Grief and Hope: Advice for Speaking at Funerals
One of the more daunting tasks of ministry is speaking at a funeral. Even the most experienced speakers and preachers can feel the weight of responsibility. What can mere mortals say in the moments that make any difference? What is the proper way to show pastoral concern without resorting to pity or maudlin sentiments? What follows are my humble suggestions after 25 years of conducting funerals while begging for the wisdom of the Holy Spirit and simply trying to say what seems most appropriate at the moment.
Say what you know.
For various reasons, our culture approaches death with a focus on the unknown. Is there life after death? Will this person be in paradise, limbo, or Hades? Does the soul go straight to heaven at death? Can the departed see us right now? Did he or she really repent? Does God accept their confession of faith or their baptism? Did he or she do enough to be saved? Questions like these swirl around the funeral process, and I have learned that it is pointless to try to answer all of them because I do not know. (On some we actually do know the answers, but that’s for another point.) However, no wants theological humility at a funeral. A long litany of how death is the undiscovered country is not that comforting. Instead, say what you do know. If you knew the deceased, share those observations that anyone can claim. How did everyone know this person? How was his or her faith and virtue recognized?
What if you do not know the deceased? Sometimes we are asked to speak at the funeral of a person we don’t know so well. In that case, the next point applies even more than in any other case.
Read the script.
I am not talking about a boilerplate order for the dead. Rather, read the “script” that is given to you by the life of the deceased. I have always found it unsettling for people to compliment me for a funeral sermon. I appreciate the gratitude, but I feel ghoulish if I take any satisfaction at preaching because of a death. However, I have learned that the life of the deceased has given me the words to say. What loved ones appreciate is that I have spoken truthfully of the deceased. So when compliments come my way, I always reply that their life provided the script that I read.
Where do we find this script? We find it by paying attention. I used to make a point of visiting privately with the family. I just thought it was the right thing to do. Over the years I have found that arranging a special meeting with me so that I can scribble a few notes for a sermon isn’t always convenient or helpful to the family. Some families, when put on the spot like that, are not sure what to say. Yet, if you attend the visitations and listen to others discuss the departed, you will discover themes and/or recurring stories. Collect these and meditate on them. If there is some connection to Scripture or biblical wisdom, make the connection.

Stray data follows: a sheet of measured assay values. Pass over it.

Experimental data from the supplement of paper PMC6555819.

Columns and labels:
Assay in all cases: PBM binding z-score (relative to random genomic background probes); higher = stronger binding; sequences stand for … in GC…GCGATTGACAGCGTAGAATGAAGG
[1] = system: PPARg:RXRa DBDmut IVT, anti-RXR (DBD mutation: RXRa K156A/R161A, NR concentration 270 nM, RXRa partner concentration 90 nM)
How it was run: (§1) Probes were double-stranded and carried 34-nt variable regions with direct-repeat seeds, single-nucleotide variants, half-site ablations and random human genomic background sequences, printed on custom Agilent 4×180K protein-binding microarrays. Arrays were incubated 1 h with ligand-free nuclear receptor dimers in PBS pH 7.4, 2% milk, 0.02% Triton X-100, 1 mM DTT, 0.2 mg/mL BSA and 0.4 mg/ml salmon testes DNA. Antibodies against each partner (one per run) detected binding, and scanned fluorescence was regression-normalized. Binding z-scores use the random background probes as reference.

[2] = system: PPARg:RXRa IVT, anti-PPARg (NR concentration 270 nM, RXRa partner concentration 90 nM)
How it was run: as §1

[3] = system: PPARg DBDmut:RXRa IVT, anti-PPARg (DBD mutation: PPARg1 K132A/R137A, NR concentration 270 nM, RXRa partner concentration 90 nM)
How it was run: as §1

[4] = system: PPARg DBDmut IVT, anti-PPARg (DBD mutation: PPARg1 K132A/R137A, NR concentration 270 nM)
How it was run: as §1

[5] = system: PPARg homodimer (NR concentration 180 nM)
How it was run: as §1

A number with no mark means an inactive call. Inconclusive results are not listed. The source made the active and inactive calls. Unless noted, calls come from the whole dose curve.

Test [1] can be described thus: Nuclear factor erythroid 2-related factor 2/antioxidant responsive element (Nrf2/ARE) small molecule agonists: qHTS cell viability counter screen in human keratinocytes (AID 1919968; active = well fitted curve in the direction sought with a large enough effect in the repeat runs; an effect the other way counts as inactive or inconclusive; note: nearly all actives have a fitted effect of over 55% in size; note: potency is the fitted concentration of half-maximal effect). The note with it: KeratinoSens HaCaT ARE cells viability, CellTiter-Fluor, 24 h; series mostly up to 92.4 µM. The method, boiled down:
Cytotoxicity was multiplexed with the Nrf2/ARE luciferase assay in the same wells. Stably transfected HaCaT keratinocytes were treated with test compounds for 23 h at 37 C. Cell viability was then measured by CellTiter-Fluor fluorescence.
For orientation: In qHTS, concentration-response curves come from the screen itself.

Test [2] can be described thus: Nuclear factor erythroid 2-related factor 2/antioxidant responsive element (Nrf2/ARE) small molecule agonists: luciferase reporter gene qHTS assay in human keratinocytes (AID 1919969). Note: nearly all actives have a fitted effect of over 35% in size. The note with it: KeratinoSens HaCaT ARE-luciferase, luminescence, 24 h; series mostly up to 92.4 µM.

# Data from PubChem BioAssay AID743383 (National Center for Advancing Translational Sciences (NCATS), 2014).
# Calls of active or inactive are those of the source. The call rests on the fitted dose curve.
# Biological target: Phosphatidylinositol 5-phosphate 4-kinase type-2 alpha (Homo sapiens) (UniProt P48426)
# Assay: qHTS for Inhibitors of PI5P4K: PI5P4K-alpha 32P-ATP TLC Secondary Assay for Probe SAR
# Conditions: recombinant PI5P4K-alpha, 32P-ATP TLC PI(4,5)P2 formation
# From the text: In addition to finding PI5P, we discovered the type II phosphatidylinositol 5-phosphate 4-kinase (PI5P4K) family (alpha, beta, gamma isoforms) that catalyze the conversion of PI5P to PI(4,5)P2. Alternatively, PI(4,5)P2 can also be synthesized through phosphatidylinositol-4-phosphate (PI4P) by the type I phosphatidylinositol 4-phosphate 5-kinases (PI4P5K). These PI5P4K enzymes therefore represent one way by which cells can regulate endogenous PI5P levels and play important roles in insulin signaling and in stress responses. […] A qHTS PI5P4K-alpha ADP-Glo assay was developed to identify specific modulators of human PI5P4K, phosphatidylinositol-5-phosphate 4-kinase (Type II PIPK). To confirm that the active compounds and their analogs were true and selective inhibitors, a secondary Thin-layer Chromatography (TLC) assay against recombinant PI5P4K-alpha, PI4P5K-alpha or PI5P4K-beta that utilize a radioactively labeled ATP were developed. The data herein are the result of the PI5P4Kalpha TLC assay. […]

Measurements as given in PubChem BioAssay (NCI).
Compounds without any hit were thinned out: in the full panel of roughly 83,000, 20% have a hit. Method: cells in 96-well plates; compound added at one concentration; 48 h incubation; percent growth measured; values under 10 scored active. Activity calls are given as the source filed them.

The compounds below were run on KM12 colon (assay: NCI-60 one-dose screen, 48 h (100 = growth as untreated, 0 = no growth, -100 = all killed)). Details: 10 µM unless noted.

No two funerals are exactly alike.
For instance, there will be striking difference between the funeral for a child and the funeral of a terminally ill 95-year-old who views his death as a homecoming. If you cannot appreciate this, then perhaps you shouldn’t be preaching at funerals. However, even the best of us can get into a habit of following our own script rather than paying attention to the particular situation. Draw from the wisdom you will gain over the years, but always respect each funeral as unique. For the preacher, this may be the 201st funeral you’ve ever preached, but for the family and friends of the departed it may well be their first experience with death.
Say what you know—from the Bible.
There’s no need to speculate or seem tentative about Scripture’s statements on life, death, and resurrection. When we get a large view of the resurrection (i.e. 1 Cor. 15, 2 Peter) we know what has to be said. Among my favorite Scriptures is 1 Thess. 4: “We grieve, but not like those who have no hope.” Paul even advises the church to comfort one another with these words. We can speak this greater reality in the midst of grief without resorting to triumphal slogans. Scriptures like 1 Thess. 4 illustrate how grief and hope can be companions and occupy the same time and space in our experience. I recall how Charles Siburt expressed this truth in a way that affirmed both grief and hope. I don’t know if the statement was original to him, but he always spoke it convincingly: “In Jesus Christ, the worst things are never the last things.”